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COVID-19 infection spike pushes S&P/TSX composite to more than three-month low

TORONTO — Canada's main stock index sank to a more than three-month low midweek as global spike in COVID-19 infections raised fears of new lockdowns.

TORONTO — Canada's main stock index sank to a more than three-month low midweek as global spike in COVID-19 infections raised fears of new lockdowns. 

Lockdown measures in France and Germany hit European equities and the rising infection numbers in North America had people wondering if the same result will take place here in another few weeks, said Greg Taylor, chief investment officer of Purpose Investments. 

"I think that just caused more people to say it's time to take some money off the table and just down risk," he said in an interview.

Taylor said headlines out of Europe attracted everyone's attention and caught some people off guard.

North American stock markets saw low trading volumes ahead of next week's U.S. election, as investors didn't want to take any bets.

Polls indicating a narrowing of former vice-president Joe Biden's lead over President Donald Trump also raised concerns about a contested election and supported the emergence of this pre-election correction, he said.

The market had been getting comfortable with the idea of a so-called blue sweep by Democrats that would result in a massive stimulus program, Taylor said. But recent polls suggesting the race may be closer raise doubts about that result.

The S&P/TSX composite index closed down 434.37 points or 2.7 per cent to 15,586.57, the lowest closing since July 9.

The decrease came amid a broad-based decline spurred by a tumble of commodity prices. 

All 11 major sectors on the TSX ended down, led by materials, energy technology and financials.

The selloff was led by over-owned areas of the market that enjoyed stronger performances, said Taylor.

"It's more of a selling winners ... more than anything else."

In New York, the Dow Jones industrial average was down 943.24 points to 26,519.95. The S&P 500 index was down 119.64 points at 3,271.04, while the Nasdaq composite was down 426.48 points or 3.7 per cent at 11,004.87.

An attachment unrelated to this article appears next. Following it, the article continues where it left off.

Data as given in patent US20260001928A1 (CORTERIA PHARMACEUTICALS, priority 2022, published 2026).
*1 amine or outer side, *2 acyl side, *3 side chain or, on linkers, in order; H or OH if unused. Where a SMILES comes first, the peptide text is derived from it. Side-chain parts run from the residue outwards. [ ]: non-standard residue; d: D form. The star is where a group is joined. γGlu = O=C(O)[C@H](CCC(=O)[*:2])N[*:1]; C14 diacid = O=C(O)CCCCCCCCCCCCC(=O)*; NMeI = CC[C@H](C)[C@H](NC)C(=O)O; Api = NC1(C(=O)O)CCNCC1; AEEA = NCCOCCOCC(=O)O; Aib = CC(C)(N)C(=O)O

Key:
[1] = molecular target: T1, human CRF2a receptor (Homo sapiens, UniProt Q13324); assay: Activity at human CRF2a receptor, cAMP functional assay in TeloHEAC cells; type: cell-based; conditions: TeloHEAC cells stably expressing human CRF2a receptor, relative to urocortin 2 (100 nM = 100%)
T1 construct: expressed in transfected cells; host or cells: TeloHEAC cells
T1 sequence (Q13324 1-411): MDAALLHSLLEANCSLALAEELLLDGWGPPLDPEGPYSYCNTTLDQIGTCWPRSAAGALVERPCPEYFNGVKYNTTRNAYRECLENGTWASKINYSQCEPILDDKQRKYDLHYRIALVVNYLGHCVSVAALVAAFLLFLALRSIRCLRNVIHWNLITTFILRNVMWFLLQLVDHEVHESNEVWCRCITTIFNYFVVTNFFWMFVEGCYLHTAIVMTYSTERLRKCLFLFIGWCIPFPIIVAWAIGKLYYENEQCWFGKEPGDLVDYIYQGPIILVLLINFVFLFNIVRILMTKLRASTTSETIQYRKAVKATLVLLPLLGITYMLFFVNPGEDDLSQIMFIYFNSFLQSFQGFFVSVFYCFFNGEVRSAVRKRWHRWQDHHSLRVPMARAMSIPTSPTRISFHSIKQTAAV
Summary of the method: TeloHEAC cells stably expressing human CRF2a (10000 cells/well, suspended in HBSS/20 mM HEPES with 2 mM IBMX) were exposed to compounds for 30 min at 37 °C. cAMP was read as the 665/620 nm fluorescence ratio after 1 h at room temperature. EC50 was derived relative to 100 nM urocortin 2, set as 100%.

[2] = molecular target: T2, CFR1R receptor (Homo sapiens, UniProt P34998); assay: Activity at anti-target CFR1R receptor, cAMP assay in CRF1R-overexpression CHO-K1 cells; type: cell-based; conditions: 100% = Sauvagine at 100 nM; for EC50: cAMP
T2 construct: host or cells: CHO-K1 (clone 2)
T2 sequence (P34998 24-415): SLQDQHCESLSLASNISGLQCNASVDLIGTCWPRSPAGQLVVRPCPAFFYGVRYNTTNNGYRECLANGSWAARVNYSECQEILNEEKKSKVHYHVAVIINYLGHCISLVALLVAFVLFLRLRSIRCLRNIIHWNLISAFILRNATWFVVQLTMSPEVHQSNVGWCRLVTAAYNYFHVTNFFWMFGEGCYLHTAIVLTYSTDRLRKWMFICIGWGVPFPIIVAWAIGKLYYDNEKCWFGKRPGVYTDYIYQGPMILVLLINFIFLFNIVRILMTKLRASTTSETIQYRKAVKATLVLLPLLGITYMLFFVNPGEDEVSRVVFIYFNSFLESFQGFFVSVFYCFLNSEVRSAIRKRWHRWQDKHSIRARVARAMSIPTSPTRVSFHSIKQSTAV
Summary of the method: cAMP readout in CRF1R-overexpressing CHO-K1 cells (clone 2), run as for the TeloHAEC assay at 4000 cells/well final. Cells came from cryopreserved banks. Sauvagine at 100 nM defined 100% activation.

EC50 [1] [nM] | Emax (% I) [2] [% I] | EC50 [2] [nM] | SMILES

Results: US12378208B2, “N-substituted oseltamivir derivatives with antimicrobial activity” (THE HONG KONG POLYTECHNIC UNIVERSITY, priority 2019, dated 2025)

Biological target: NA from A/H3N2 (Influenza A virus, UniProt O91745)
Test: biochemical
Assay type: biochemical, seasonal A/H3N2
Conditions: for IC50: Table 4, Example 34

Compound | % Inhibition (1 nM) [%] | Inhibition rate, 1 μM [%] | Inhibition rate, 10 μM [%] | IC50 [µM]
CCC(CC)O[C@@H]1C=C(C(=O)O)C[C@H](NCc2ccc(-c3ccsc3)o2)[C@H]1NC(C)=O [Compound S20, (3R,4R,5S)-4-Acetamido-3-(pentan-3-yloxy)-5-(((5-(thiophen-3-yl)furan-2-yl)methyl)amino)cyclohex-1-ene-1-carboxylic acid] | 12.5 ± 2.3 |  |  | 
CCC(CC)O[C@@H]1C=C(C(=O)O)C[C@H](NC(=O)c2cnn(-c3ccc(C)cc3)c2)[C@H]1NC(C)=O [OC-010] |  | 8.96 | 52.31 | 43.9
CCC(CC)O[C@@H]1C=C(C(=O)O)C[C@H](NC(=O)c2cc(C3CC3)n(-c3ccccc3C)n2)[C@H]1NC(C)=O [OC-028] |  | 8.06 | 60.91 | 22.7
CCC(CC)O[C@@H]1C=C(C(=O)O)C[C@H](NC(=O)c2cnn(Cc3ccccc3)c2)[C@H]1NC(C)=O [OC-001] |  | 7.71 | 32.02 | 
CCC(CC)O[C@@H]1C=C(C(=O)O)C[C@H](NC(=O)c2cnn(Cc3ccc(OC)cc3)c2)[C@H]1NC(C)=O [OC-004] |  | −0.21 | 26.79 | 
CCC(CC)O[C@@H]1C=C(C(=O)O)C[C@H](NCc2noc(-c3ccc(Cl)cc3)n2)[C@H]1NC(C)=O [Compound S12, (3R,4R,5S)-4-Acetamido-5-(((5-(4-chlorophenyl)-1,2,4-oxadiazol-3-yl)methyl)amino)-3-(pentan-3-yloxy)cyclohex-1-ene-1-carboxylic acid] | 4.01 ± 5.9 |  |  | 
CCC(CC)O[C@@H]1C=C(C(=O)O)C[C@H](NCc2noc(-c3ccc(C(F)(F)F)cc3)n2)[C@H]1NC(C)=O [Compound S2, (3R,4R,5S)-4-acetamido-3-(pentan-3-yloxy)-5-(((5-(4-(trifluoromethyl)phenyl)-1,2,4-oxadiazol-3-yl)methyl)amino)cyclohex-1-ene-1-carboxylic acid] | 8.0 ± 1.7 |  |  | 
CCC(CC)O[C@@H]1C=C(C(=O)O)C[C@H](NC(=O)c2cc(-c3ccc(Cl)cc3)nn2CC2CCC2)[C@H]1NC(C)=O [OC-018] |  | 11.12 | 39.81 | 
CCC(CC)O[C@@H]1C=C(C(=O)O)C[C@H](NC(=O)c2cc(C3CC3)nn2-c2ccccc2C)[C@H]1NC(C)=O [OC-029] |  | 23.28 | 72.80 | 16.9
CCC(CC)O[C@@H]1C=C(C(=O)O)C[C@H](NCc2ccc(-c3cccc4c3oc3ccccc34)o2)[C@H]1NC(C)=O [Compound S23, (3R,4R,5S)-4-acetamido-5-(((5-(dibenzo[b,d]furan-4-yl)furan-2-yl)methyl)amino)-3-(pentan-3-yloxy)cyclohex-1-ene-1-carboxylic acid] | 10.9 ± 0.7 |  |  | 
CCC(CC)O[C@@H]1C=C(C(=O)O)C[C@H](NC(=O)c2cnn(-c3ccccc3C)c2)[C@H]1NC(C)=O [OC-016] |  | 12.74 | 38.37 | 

Materials lost 4.5 per cent with shares of Silvercorp Metals Inc. and Kinross Gold Corp. down 11.1 and 9.5 per cent respectively on lower gold prices prompted by a strengthened U.S. dollar.

The Canadian dollar traded for 75.18 cents US compared with 75.96 cents US on Tuesday. 

The December gold contract was down US$32.70 at US$1,879.20 an ounce and the December copper contract was down nearly three cents at US$3.06 a pound. 

Investors seeking to raise cash could sell gold, which has performed very well this year.

Energy dropped 3.9 per cent as crude prices fell to the lowest level in nearly a month. That hurt several oil producers, including Vermilion Energy Inc., Husky Energy Inc. and Whitecap Resources Inc., whose shares fell 8.3, 6.3 and six per cent respectively.

The December crude oil contract was down US$2.18 at US$37.39 per barrel and the December natural gas contract was down two cents at US$3.29 per mmBTU. 

The lockdowns in Europe, reminiscent of similar moves in March and April, raised concerns about slowing oil demand.

In addition, U.S. weekly inventory levels showed that crude stockpiles increased more than expected at 4.3 million barrels. Production surged to 11.1 million barrels per day, its highest level since July.

Technology lost 3.4 per cent with Lightspeed POS Inc. off 8.5 per cent and Celestica Inc. down 8.2 per cent. Financials decreased 2.3 per cent.

In a sign of investor nervousness, the Volatility Index (VIX), known as Wall Street’s “fear index,” surged to its highest level since June 15.

Taylor expects markets will remain volatile until the outcome of the election becomes clear.

"I don't think we're going to see dramatic drops like this carrying on," he said.

"We're in a much better position than we were in February and March  but I think the volatility is not going to go away any time soon until we get an outcome of the election, that's really what we what we need to see."

This report by The Canadian Press was first published Oct. 28, 2020. 


Ross Marowits, The Canadian Press

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